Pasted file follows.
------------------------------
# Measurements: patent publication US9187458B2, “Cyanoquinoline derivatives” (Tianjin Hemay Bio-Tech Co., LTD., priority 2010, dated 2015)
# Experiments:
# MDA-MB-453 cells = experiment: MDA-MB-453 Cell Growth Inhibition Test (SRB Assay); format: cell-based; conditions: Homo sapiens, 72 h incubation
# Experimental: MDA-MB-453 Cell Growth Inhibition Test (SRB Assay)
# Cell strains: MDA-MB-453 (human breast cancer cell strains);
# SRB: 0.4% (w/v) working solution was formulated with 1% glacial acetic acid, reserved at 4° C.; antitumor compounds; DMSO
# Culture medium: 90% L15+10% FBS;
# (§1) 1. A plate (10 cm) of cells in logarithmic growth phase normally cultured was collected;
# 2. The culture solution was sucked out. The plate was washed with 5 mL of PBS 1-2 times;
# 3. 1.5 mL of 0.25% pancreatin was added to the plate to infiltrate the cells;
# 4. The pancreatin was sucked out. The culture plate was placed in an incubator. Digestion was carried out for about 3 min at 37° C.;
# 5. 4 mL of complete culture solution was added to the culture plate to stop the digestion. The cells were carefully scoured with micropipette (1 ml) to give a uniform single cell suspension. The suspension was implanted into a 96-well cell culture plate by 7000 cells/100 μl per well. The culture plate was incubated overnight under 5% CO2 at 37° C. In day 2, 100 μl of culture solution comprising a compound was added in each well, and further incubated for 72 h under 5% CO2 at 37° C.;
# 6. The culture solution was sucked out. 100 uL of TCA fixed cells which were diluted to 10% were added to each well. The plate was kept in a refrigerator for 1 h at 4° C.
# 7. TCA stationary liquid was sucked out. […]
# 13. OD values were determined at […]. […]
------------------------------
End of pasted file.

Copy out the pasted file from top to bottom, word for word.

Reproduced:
# Measurements: patent publication US9187458B2, “Cyanoquinoline derivatives” (Tianjin Hemay Bio-Tech Co., LTD., priority 2010, dated 2015)
# Experiments:
# MDA-MB-453 cells = experiment: MDA-MB-453 Cell Growth Inhibition Test (SRB Assay); format: cell-based; conditions: Homo sapiens, 72 h incubation
# Experimental: MDA-MB-453 Cell Growth Inhibition Test (SRB Assay)
# Cell strains: MDA-MB-453 (human breast cancer cell strains);
# SRB: 0.4% (w/v) working solution was formulated with 1% glacial acetic acid, reserved at 4° C.; antitumor compounds; DMSO
# Culture medium: 90% L15+10% FBS;
# (§1) 1. A plate (10 cm) of cells in logarithmic growth phase normally cultured was collected;
# 2. The culture solution was sucked out. The plate was washed with 5 mL of PBS 1-2 times;
# 3. 1.5 mL of 0.25% pancreatin was added to the plate to infiltrate the cells;
# 4. The pancreatin was sucked out. The culture plate was placed in an incubator. Digestion was carried out for about 3 min at 37° C.;
# 5. 4 mL of complete culture solution was added to the culture plate to stop the digestion. The cells were carefully scoured with micropipette (1 ml) to give a uniform single cell suspension. The suspension was implanted into a 96-well cell culture plate by 7000 cells/100 μl per well. The culture plate was incubated overnight under 5% CO2 at 37° C. In day 2, 100 μl of culture solution comprising a compound was added in each well, and further incubated for 72 h under 5% CO2 at 37° C.;
# 6. The culture solution was sucked out. 100 uL of TCA fixed cells which were diluted to 10% were added to each well. The plate was kept in a refrigerator for 1 h at 4° C.
# 7. TCA stationary liquid was sucked out. […]
# 13. OD values were determined at […]. […]